There was a time when hitting the publish button scared me. (It sometimes still does.) There was a time when public speaking scared me. (It frequently still does.) Yesterday, I realized that asking questions can be scary, too.
Maybe I'm a little paranoid.
Maybe I need a dose of confidence.
Maybe it's good my OLW for 2017 is brave.
But here's the deal. After writing yesterday's post where I developed questions around a topic, I realized that asking questions is a more vulnerable practice than I'd realized. There's the worry that you're asking a stupid question, a question that reveals your incompetency, a question to which everyone else in the room (or in the blogosphere) knows the answer. Yep, there's that. There are all those!
More and more, I've been trying to incorporate inquiry into the curriculum I write, and not just an inquiry lesson where the teacher poses a question along the lines of "What are ways to hook readers in introductions?" and students work to answer it. Instead, I've tried to impress upon our learning communities the importance of students generating questions that spin into learning. Of honoring curiosity, of recognizing meaningful research ideas, of exploring questions and topics that go beyond an affirmation of what the teachers already know.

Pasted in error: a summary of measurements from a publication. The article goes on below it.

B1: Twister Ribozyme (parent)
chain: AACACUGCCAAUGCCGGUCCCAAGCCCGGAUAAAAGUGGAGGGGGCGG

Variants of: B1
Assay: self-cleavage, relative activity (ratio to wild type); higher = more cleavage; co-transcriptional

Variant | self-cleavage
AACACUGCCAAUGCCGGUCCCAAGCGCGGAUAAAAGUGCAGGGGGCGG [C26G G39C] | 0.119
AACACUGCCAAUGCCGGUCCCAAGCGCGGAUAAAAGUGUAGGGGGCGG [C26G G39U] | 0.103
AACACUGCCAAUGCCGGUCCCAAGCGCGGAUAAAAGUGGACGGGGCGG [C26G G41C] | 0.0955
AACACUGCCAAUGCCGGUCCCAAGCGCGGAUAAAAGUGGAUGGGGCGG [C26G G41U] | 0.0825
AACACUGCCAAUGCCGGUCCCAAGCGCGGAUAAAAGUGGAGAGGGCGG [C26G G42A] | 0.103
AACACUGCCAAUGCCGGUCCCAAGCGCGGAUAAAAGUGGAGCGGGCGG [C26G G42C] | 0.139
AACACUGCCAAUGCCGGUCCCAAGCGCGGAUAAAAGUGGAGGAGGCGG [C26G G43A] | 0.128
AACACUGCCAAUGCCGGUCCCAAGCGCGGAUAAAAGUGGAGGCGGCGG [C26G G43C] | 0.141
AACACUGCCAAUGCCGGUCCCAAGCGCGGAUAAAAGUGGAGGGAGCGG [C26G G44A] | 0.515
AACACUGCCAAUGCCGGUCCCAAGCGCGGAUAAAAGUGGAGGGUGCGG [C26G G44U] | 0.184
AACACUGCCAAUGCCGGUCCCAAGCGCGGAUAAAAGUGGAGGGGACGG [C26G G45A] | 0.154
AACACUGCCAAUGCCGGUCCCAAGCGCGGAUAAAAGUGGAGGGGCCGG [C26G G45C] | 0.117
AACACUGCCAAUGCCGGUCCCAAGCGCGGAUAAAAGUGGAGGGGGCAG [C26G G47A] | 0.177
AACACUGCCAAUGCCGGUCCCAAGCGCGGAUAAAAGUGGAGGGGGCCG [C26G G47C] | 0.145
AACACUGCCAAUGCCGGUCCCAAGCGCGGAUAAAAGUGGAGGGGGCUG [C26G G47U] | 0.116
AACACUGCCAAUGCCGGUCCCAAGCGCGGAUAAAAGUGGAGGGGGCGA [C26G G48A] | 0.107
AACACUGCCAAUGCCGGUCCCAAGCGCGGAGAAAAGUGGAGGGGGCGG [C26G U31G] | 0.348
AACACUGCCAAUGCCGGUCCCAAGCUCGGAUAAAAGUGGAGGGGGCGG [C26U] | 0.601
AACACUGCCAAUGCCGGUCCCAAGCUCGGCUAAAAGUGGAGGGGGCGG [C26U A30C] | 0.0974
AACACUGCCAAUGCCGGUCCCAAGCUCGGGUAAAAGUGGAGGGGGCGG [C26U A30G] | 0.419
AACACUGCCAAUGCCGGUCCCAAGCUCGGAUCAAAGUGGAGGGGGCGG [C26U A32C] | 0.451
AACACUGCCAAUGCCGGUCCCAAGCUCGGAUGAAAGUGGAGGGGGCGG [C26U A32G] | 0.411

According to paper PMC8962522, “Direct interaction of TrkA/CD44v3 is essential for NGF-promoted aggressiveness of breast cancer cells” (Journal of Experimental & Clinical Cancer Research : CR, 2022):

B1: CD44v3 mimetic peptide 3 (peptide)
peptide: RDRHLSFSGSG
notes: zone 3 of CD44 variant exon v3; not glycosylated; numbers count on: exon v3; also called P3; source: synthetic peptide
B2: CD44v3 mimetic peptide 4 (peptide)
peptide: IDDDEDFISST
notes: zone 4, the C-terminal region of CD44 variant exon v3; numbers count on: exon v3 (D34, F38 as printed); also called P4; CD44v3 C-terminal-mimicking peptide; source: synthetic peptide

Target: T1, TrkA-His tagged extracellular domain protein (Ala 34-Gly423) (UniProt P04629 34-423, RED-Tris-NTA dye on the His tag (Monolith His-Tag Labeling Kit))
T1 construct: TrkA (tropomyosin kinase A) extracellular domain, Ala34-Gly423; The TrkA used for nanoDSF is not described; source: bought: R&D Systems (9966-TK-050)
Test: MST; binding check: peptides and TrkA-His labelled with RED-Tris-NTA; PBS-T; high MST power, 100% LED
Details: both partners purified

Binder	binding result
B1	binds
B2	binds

In a recent second grade class, I introduced the idea of generating questions to launch the students into an information writing project, and I could not write fast enough as students thought of questions. I had to stop them when the chart paper was full:
What impressed me post about this list of questions is that the second-graders had NO closed-ended questions. They loved the activity, everyone participated, and I never had to even remotely manage hurt feelings or put-downs. Let me say again that this was second grade.
Research shows that children's capacity to ask questions drops when they hit about third grade. In fact, a post on the website, A More Beautiful Question presents this graph:
For a few years, this graph has haunted me. (Maybe now it will bother you, too.) I know there could be many explanations for the drop-off in questions after the age of five, and I've thought a lot about this over the years. Maybe it's because children realize they exhaust their parents. Maybe children react to the idea that teachers ask the questions and students' jobs are to answer those questions. Maybe reading lessens the need to ask questions because children develop the ability to answer their own questions.
But until yesterday, I hadn't considered the element of vulnerability. What if it has more to with the self-consciousness that develops as children approach pre-adolescence, moving into the stage of life when other people's opinions matter? What if it's more to do with the recognition that other people react to them and form judgements? I was uncomfortable putting my questions out there in yesterday's post because maybe my questions revealed my ignorance or my incompetence or my inferiority. I know people say there's no such thing as a stupid question, but as I tried to produce questions, I wasn't sure this statement is true or that people really believe it.
I've learned so much about writing from being a writer. Maybe the best way to really, really learn about questioning and how to teach it is by doing more questioning and paying attention to the metacognitive work it involves, as well as the feelings of insecurity and vulnerability it evokes.
And so I have discovered another reason to be brave in 2017.